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Comparative Skip-Oviposition Behavior Among Container Breeding Aedes spp. Mosquitoes (Diptera: Culicidae)Yee, Donald (Ed.)Abstract Container Aedes mosquitoes are the most important vectors of human arboviruses (i.e., dengue, chikungunya, Zika, or yellow fever). Invasive and native container Aedes spp. potentially utilize natural and artificial containers in specific environments for oviposition. Several container Aedes spp. display ‘skip-oviposition’ behavior, which describes the distribution of eggs among multiple containers during a single gonotrophic cycle. In this study, we compared individual skip-oviposition behavior using identical eight-cup testing arenas with three container Aedes species: Aedes aegypti (Linnaeus), Aedes albopictus (Skuse), and Aedes triseriatus (Say). We applied the index of dispersion, an aggregation statistic, to individual mosquitoes’ oviposition patterns to assess skip-oviposition behavior. Aedes aegypti and Ae. albopictus utilized more cups and distributed eggs more evenly among cups than Ae. triseriatus under nutritionally enriched oviposition media (oak leaf infusion) conditions. When presented with a nutritionally unenriched (tap water) oviposition media, both Ae. aegypti and Ae. albopictus increased egg spreading behavior. Aedes albopictus did not modify skip-oviposition behavior when reared and assessed under fall-like environmental conditions, which induce diapause egg production. This study indicates specific oviposition site conditions influence skip-oviposition behavior with ‘preferred’ sites receiving higher amounts of eggs from any given individual and ‘non-preferred’ sites receive a limited contribution ofmore »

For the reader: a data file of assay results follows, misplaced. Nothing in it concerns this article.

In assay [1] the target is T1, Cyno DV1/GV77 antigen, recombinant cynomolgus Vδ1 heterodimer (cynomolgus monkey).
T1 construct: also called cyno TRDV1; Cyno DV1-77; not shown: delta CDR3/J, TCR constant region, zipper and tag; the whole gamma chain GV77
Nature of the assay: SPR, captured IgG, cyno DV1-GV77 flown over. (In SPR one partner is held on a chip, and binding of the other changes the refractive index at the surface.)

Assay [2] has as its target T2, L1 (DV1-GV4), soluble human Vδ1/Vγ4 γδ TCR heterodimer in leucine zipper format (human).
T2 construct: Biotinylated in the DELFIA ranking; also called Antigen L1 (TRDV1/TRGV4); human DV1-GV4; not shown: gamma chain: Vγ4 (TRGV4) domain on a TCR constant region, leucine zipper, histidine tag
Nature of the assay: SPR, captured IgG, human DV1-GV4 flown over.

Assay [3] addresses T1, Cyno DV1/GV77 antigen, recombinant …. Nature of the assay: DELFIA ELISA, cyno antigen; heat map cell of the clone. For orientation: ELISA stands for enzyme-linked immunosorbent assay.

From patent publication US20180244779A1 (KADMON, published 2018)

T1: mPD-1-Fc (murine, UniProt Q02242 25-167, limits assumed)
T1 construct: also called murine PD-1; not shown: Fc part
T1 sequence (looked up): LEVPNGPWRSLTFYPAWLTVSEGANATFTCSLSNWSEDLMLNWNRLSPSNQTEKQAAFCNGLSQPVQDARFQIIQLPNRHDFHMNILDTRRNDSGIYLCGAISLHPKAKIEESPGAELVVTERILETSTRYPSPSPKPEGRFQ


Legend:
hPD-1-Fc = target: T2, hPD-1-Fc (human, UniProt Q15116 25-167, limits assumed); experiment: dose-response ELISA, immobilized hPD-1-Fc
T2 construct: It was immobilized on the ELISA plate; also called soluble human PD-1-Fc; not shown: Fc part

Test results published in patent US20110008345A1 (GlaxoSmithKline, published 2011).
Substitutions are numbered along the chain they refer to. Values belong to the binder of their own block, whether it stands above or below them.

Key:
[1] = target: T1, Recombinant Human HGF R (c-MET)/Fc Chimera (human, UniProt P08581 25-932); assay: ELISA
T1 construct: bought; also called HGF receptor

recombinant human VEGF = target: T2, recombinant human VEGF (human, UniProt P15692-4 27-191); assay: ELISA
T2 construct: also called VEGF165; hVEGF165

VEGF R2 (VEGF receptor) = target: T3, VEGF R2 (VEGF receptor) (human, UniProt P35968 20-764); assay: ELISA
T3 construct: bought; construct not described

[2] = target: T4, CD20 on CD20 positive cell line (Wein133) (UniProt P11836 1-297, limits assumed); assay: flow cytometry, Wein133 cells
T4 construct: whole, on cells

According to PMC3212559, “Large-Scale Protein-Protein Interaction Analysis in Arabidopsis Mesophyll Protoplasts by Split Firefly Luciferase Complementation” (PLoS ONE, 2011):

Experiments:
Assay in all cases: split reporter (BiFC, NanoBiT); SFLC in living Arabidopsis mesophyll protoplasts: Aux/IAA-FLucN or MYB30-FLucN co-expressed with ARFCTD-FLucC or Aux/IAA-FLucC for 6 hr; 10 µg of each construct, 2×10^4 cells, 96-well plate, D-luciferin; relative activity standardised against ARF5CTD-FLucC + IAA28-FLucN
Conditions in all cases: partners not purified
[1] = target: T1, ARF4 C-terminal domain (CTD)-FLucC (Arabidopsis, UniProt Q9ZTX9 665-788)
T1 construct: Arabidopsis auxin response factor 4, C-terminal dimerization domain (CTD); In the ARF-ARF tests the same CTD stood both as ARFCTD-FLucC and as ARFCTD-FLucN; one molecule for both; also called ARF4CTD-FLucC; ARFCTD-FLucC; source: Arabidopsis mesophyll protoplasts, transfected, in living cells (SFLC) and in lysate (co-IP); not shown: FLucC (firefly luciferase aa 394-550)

Microplastic ingestion perturbs the microbiome of Aedes albopictus (Diptera: Culicidae) and Aedes aegypti
Microplastics (MPs) are common environmental pollutants; however, little is known about their effects after ingestion by insects. Here we fed Aedes (Stegomyia) aegypti (L.) and Aedes (Stegomyia) albopictus (Skuse) mosquito larvae 1 µm polystyrene MPs and examined the impacts of ingestion on adult emergence rates, gut damage, and fungal and bacterial microbiota. Results show that MPs accumulate in the larval guts, resulting in gut damage. However, little impact on adult emergence rates was observed. MPs are also found in adult guts postemergence from the pupal stage, and adults expel MPs in their frass after obtaining sugar meals. Moreover, MPs effects on insect microbiomes need to be better defined. To address this knowledge gap, we investigated the relationship between MP ingestion and the microbial communities in Ae. albopictus and Ae. aegypti. The microbiota composition was altered by the ingestion of increasing concentrations of MPs. Amplicon sequence variants (ASVs) that contributed to differences in the bacterial and fungal microbiota composition between MP treatments were from the genera Elizabethkingia and Aspergillus, respectively. Furthermore, a decrease in the alpha diversity of the fungal and bacterial microbiota was observed in treatments where larvae ingested MPs. These results highlight the potential for the bacterial andmore »
Using body size as an indicator for age structure in field populations of Aedes aegypti (Diptera: Culicidae)